The Great War, 100 Years Later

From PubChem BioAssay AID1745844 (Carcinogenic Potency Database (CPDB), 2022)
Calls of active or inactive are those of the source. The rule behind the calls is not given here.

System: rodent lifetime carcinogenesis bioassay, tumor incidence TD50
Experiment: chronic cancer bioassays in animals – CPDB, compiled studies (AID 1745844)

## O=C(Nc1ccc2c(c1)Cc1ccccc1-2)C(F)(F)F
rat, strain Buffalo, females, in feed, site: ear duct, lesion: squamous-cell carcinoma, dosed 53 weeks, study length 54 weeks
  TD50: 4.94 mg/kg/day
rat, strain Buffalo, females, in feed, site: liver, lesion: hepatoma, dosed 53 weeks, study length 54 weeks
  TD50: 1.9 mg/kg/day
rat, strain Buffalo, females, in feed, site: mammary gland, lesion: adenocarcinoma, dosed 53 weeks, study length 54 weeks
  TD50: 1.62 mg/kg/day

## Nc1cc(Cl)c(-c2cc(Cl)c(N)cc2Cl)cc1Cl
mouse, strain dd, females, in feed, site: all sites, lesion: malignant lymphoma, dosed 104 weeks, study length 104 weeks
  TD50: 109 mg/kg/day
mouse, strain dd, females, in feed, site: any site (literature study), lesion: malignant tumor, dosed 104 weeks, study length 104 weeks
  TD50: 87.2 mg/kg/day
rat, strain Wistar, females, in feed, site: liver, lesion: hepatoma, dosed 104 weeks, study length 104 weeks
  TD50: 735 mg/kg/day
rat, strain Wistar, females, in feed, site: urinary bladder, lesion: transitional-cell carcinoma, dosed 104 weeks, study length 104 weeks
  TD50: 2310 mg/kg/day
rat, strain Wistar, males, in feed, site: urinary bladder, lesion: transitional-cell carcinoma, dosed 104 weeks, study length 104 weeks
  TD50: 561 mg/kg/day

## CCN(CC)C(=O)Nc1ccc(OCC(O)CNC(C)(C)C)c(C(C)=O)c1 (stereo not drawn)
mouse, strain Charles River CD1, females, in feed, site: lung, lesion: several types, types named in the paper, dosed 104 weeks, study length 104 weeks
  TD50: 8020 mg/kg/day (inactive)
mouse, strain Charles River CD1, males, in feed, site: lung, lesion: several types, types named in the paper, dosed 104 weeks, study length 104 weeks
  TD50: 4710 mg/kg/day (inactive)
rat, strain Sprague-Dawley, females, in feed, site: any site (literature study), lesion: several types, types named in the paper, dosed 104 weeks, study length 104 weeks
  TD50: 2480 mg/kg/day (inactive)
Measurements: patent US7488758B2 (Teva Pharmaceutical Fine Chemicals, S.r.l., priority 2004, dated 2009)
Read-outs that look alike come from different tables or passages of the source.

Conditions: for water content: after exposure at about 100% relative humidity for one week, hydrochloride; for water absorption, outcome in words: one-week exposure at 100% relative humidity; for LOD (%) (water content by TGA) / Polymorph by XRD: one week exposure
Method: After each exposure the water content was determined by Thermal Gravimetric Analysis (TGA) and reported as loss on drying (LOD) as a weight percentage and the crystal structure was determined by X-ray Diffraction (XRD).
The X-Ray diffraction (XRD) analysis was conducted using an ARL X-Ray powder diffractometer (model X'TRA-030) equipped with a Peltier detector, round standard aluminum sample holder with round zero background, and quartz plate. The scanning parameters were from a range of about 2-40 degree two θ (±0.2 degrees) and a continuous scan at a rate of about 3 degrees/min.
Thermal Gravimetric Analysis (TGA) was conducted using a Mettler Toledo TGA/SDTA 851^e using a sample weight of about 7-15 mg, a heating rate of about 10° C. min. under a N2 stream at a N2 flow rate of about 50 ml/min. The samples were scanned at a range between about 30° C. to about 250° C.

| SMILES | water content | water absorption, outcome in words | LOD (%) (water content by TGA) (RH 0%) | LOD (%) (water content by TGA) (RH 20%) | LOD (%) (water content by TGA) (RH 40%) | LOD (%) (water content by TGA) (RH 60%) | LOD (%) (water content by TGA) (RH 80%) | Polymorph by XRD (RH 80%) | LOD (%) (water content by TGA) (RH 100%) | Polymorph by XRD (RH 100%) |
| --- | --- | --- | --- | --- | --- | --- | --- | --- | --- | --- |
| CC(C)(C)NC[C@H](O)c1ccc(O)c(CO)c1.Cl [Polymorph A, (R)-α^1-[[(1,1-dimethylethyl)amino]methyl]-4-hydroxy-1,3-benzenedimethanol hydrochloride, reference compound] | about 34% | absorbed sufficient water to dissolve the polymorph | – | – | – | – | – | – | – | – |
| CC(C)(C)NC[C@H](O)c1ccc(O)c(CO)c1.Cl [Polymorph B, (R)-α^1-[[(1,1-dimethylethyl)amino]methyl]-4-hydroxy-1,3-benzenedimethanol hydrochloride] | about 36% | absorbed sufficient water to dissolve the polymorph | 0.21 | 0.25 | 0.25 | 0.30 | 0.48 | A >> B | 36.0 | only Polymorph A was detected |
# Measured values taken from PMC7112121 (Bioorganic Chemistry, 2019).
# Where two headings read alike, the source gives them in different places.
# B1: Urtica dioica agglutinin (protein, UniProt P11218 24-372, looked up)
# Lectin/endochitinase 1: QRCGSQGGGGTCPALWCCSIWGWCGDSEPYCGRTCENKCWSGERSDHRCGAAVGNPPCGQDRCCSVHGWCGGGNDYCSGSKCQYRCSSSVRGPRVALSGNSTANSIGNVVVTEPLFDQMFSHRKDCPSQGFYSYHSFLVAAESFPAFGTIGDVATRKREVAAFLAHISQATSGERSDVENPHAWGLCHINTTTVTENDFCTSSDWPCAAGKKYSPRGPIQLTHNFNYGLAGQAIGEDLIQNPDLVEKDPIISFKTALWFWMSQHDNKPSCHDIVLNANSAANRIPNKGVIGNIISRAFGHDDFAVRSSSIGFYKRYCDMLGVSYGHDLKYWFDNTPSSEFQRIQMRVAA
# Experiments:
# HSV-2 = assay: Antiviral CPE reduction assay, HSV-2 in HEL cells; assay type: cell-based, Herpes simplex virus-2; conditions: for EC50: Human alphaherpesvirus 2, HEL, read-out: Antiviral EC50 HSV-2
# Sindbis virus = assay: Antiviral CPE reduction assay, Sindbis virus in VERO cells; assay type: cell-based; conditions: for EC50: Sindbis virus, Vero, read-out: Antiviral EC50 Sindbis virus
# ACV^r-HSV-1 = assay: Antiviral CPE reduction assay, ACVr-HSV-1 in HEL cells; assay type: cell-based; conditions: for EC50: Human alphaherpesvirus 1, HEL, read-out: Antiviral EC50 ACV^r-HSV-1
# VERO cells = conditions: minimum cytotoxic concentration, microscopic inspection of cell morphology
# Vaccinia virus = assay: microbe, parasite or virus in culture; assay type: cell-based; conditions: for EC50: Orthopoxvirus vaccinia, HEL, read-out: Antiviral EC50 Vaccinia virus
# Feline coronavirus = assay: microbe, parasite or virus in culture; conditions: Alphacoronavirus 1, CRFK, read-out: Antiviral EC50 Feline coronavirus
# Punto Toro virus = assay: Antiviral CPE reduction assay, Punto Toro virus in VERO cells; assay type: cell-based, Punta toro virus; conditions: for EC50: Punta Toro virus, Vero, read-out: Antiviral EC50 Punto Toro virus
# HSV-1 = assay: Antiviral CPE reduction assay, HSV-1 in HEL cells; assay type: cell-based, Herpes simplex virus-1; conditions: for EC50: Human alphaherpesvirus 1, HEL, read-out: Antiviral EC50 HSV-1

“In our country and others the Progressive, control-oriented state emerged. Wilson had longed for this. John Dewey had longed for this. Many Progressives, both Democrat and Republican, longed for a managerial state that could dispense with the rights of individuals and constitutional limitations. Progressive Woodrow Wilson had for years chafed at the inefficiency of constitutional government, above all the functions of Congress. The war gave him latitude to intervene in many, many economic, social, and intellectual interactions. Just days before the Declaration of War, Wilson asked his closest advisor whether he should bother eliciting a war declaration from Congress or whether he should just start the hostilities and then present the country (and Congress) with a fait accompli. By that time, federal agents were already going through the mails. Opponents of the war were soon to be jailed for sedition. Conscientious objectors would receive brutal punishment, as would pacifists and various other nay-sayers.”